11 Reasons You Regret Breaking Up With That Jerk, Even Though You Know He's Awful

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regret a breakup

Breaking up is hard to do... even when you know it shouldn’t be. I’ve been in abusive relationships and cried when the relationship in question came to a close, to the point where I could regret a breakup entirely, especially in a toxic relationship.

Logically, I knew that the guy in question wasn’t good for me, but emotionally, it hurt. It felt awful, and to a point, I found myself wondering if I was really being unreasonable for expecting to have a guy treat me well.

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The weird thing about this is that I probably should have been way less upset than I was when I decided to break things off with a lot of the guys. For a while, all I could do is ask “Why?” Why did he do this? Why me? Why was I “irrational” for expecting to be treated well?

Perhaps the biggest question of all, though, was why it hurt that he was gone, even though he was a waste of air.

Over the years, I kept asking those questions. Eventually, I realized they did what they did because they were broken, hateful people that will likely never actually have inner peace. They targeted me and others because we were happy and kind, and because they just couldn’t tolerate that.

The most startling revelation, though, came to me when I realized why I felt sad after breaking up with my abusers. I ended up narrowing it down to a number of studies, facts, and fears. Here’s what I learned about breakups and why we tend to regret a breakup, even the worst ones:

1. Losing the lifestyle perks you had and mourning the good times is often what most people will notice first.

It’s not only about the “new normal” you have to create. Even the worst relationships tend to have a perk or two, and when you’re dealing with a breakup, the first thing you’ll notice is those perks getting withdrawn.

2. Just like with any other sudden change, breakups are jarring.

Not many people like to feel like they have their lives suddenly change and have their world shift under their feet. It messes with you, even if the breakup is better for you in the long run than you’d think it is.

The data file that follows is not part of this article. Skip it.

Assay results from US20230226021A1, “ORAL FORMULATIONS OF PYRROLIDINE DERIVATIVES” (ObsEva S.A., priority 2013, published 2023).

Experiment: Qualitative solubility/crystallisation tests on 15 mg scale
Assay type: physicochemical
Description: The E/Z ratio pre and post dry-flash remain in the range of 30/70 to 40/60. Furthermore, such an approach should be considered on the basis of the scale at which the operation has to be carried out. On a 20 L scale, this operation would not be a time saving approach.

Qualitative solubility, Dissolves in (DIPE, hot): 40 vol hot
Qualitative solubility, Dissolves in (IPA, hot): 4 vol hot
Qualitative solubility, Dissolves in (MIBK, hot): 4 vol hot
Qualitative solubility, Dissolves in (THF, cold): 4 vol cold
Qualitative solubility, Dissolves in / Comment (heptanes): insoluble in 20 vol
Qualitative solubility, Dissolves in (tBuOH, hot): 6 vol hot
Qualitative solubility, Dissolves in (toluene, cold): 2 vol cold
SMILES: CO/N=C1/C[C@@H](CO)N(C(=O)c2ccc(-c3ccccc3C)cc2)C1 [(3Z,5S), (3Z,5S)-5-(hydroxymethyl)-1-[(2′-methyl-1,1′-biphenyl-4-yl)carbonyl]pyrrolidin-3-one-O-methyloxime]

3. A large part of the pain we feel during a breakup with a bad person is the feeling of failure.

The weird thing about bad relationships is that we often take it as a challenge to make the relationship work. Society has this weird way of making us feel like failures if we’re single, or if we can’t “make things work” with a person who’s bad for us.

This really hit me the hardest. The reason I was crying was because I felt like a failure, even though I wasn’t.

4. If you were gaslit, it’s normal to feel crazy for breaking up with your partner.

They basically trained you to feel like you are crazy. People who were victims of gaslighting are far more likely to feel regret or want to second-guess their choice to dump someone who wasn’t quite good to them.

5. That feeling of failing is often what causes the self-doubt.

This is why you often wonder if you may have “jumped the gun” on the breakup. Trust me, if you broke up, you probably did so with good reasoning behind it. It’s best not to make the same mistake twice, don’t you think?

6. But there’s also something pretty hurtful about the loss of your “normal” too.

There’s something innately terrifying about having to create a “new normal” once a breakup happens. You got used to seeing this person and though it may not be great, you know what to expect from them.

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It was the way things were. When you break up with someone, that vanishes from your life and you never know what to expect next. That’s terrifying and also painful.

7. More often than not, though, it’s that feeling of losing the person you wished your ex would be that hurts the most.

It took me a long time to realize this, but it’s the truth. When we break up with someone, even when we know it’s the best thing, we feel robbed of the potential of a happy ending. That’s why you hear so many people mourning a breakup by saying something like, “We could have had it great, if only he changed!”

Logically, we know that person isn’t going to really change, but that won’t change how we feel.

8. We can get addicted to feelings of love and companionship, which is why we act crazy when we miss our exes.

When we’re with someone and embrace them, our bodies release feel-good hormones like oxytocin. These hormones often act as painkillers and make us feel great.

When we break up with someone, our supply of oxytocin tends to go away, which  causes reactions similar to drug withdrawals.

9. Rejection causes signals similar to physical pain in our brains.

Breakups are rejection, plain and simple. Even if you are the one doing the rejection, it hurts. If you’re an empath, then it’s even worse because you feel the other person’s hurt, too.

Either way, that pain tends to make us wonder if we really should just stay with them.

10. You might be mourning the lost years, opportunities, and friendships, whether you realize it or not.

It took me a while, but once I realized this, breakups became a way more logic-based endeavor than they used to be. It’s really upsetting realizing that you spent all that time and effort just to end up empty-handed.

11. The good news is that time and looking at the reality of what life’s like without the ex will make you snap out of it.

It won’t be easy, but these feelings are totally temporary, and that means you’ll feel great about dumping him in a while. 

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Ossiana Tepfenhart is a Jack-of-all-trades writer based out of Red Bank, New Jersey. When she's not writing, she's drinking red wine and chilling with some cool cats. You can follow her @bluntandwitty on Twitter.

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